Using Heatmaps To Improve Your Swimming

Our new digital platform at includes some very special new features to improve your swimming. One of which is the ability to monitor your stroke technique just by wearing an Apple Watch as you swim:

Two years in development, we call this new patent-pending system "Stroke Insights" and it's set to cause a revolution in swim coaching. No only can the system detect faults in your stroke technique but it can predict the time saving you will gain by improving your stroke and help you monitor your improvements over time.

Introducing Heatmaps

During an average swim session you are likely to swim around 1000 strokes with each arm. Using your Apple Watch, the Swim Smooth app records every rotation and acceleration of the watch on your wrist 50 times per second as you swim. Using our special algorithms developed by Swim Smooth's Adam Young, we can track every single stroke you take in three dimensions. You might know Adam as a swim coach but he also has a background in maths and engineering which has made this stroke tracking technology possible.

Using these algorithms, combined with a bio-mechanical model of the human body, we can accurately show you your stroke position at key areas of stroke technique. For instance Perth squad swimmer Phip pulls wide on her left side:

Here's her Stroke Insight for her left side pull through from the Swim Smooth platform:

Notice the dots on the heatmap. Every dot represents a single stroke, so you can see the variation in your stroke technique. There's 300m of data on that heatmap (approx 150 left arm strokes).

Note that the heatmap dots don't show the position of the watch, instead we've calculated the position of the centre of your palm and shown that instead. That's much more interesting from a coaching perspective.

The rendering of the swimmer behind the heatmap shows the most common position in the heatmap, together with a green "target zone" which you should be hitting. Those swimmer images make it easy to interpret but don't ignore the heatmap - very often you can glean extra information from it as we'll discuss below.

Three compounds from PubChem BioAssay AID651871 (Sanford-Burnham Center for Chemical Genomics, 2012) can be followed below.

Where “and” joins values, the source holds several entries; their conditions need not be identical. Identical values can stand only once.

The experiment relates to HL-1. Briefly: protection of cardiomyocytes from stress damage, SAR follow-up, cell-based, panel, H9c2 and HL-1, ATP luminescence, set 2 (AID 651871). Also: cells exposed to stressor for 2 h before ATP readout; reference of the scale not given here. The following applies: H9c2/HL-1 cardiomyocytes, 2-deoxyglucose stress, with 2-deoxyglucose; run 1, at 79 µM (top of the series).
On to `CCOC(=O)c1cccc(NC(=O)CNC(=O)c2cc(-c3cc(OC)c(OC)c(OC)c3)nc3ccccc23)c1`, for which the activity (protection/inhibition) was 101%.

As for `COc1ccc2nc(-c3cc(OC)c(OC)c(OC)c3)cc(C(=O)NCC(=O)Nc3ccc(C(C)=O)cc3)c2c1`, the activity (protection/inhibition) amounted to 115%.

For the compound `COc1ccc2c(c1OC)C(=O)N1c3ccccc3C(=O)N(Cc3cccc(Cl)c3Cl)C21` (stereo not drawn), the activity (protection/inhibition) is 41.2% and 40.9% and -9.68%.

Heatmap Spread

The great thing about a heatmap is that it gives you an idea of the variability in your stroke. Very experienced swimmers tend to have tight heatmaps as their stroke is very repeatable:

But if you are new to swimming you are likely to have much more variability from stroke to stroke and so will see a bigger spread in the datapoints:

Pay attention to that in your own heatmaps, many of your strokes may sit within the target zone but others may fall outside - this could happen as you get tired or on a breathing stroke.

The Impact Of Breathing

If you've been following Swim Smooth for a while you will know that breathing can have a huge effect on your stroke technique. In fact we often say If something is going to go wrong in your stroke, it will happen when you breathe. With heatmaps you can see this change in your stroke really clearly, particularly on your arm recovery and pull-through underwater.

For example here's Myffy's data, who has two really distinct clusters in her pull-through heatmap. The higher cluster is on a normal stroke and is sometimes a little close to her body. The lower cluster is when breathing as her arm collapses downwards giving a deep pull through:

It's clear to see the same thing from her video footage:

It's normally obvious which is the breathing cluster as it shows as a deterioration in technique, typically becoming deeper or wider on the pull through.